'We have better cars and homes now but morally we've never been more broken'
Jwala Gutta, badminton player
Growing up, I didn't know what racism was. I was naïve and every time I was called 'Chinki' I never took it as a discriminatory remark because I didn't realize it was one. Everywhere I went, I was told, 'Jwala you're very fair', because people in southern India [where she lives] are obsessed with fair skin. I was tall for my age as a young girl and I assumed the reason people stared at me was because I was fair and really tall - I never knew that looking a certain way was a problem till ten years ago.
It was when I realized that there is no positive meaning attached to being called 'Chinki' or 'Nepali', that it started to hurt. I haven't been subject to racist taunts from those in physical proximity, or at tournaments from fans or fellow players. Partly, I think, because most people are intimidated when they're around me. It's only after I started speaking up on social media platforms that the racist jibes at me online grew. It's primarily because of the convenience and lack of checks it comes with. It's easy to be nameless and faceless on social media and threaten and abuse any woman, celebrity or not, with rape and get away.
I was always an expressive person but it's only with social media coming into the scene that it perhaps became a more noticeable trait. Initially when the stream of uncharitable comments started trickling in, I ignored it. I told myself 'Chalo chhodo yaar, let me not waste time'. But I slowly realized that keeping quiet wasn't helping anyone. Online trolls are emboldened by the silence of celebrities in the face of abuse and they take it to the next level, by physically subjecting common people to that kind of behavior. People have called me 'half corona','China ka maal' and even said 'Boycott Chinese products, boycott Jwala'. I'm not going to keep quiet. I'm calling out all these people.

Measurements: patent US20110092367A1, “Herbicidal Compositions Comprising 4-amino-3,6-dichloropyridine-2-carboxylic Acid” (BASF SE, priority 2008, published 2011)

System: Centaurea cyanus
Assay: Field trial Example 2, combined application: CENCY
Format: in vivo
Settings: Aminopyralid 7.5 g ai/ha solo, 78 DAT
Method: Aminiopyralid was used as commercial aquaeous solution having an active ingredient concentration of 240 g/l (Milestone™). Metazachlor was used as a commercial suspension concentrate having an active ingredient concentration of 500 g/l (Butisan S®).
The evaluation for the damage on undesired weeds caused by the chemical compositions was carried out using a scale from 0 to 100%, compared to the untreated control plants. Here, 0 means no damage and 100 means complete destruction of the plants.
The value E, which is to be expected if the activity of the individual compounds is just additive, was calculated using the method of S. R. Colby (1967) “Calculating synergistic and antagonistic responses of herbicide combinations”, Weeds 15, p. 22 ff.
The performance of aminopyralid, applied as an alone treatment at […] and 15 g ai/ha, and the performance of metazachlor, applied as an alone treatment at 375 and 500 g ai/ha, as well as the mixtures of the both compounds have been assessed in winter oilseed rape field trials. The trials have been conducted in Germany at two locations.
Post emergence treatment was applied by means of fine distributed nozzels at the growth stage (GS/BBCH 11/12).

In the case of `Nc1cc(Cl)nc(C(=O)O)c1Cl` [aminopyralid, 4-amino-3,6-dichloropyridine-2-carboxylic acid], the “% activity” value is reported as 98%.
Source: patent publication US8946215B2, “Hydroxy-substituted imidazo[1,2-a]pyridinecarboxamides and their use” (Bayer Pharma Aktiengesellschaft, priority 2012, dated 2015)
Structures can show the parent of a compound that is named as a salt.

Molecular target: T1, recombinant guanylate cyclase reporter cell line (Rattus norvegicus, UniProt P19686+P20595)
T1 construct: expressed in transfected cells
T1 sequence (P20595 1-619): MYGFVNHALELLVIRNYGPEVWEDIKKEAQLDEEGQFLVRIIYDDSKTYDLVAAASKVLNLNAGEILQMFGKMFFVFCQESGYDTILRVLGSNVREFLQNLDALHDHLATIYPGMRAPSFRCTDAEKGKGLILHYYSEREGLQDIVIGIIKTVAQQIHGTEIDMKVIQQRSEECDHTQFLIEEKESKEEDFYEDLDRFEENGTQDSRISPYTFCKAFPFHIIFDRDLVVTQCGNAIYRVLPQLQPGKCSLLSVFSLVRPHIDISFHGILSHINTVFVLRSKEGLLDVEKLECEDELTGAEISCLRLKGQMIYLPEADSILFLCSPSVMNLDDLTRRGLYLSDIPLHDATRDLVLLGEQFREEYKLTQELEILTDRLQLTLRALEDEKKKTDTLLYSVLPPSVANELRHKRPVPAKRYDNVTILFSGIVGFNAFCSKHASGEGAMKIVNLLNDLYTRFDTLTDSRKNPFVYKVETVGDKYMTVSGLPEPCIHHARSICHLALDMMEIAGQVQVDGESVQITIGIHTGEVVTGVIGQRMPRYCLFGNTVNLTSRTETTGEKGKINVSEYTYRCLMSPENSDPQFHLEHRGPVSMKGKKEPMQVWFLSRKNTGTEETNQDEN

We should not forget that Indians are at receiving end of a lot of racial discrimination when we step out of the country. If we want people to treat us fair when we are on the other side, we need to learn to raise our voice when people are being discriminated against in our country. Whether it's a fan, player or anyone else, we should all make sure that even if it's unintentional, we don't try to profile and put down someone because of their looks or skin color. If we want to leave a less toxic world for our future generations, we have to step into the muck and start clearing it up now. We can't just sit back in our homes and think someone else will speak up. It's time for a change, a big one. Today, what we lack most is empathy. We have better cars and homes now but morally we've never been more broken.
"Football is sport and sport don't have any race, no matter what colour you are or where you come from." X (an I-League footballer who wishes to remain anonymous)
'I was lucky to play in a diverse environment'
Gouramangi Singh, former India international and head coach, FC Bengaluru United